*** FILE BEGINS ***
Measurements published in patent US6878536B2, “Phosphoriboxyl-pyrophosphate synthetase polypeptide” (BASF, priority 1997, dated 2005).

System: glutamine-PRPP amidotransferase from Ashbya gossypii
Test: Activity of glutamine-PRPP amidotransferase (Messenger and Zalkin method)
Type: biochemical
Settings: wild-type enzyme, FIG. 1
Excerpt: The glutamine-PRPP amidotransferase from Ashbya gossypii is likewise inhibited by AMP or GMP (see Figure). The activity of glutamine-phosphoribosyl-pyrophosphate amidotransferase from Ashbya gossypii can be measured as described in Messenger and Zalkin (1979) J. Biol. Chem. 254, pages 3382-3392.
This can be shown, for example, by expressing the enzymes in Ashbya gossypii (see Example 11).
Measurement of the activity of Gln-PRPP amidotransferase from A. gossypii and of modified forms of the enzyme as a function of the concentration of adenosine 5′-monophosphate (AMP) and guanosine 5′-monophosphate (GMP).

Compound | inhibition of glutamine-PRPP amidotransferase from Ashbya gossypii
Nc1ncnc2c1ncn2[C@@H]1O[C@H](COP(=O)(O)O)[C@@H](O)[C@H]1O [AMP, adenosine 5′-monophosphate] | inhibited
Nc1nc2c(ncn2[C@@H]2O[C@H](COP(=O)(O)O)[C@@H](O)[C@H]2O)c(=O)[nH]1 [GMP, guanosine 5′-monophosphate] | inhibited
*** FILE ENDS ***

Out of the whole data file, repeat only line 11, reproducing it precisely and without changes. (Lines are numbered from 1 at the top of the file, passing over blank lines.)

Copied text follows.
Nc1nc2c(ncn2[C@@H]2O[C@H](COP(=O)(O)O)[C@@H](O)[C@H]2O)c(=O)[nH]1 [GMP, guanosine 5′-monophosphate] | inhibited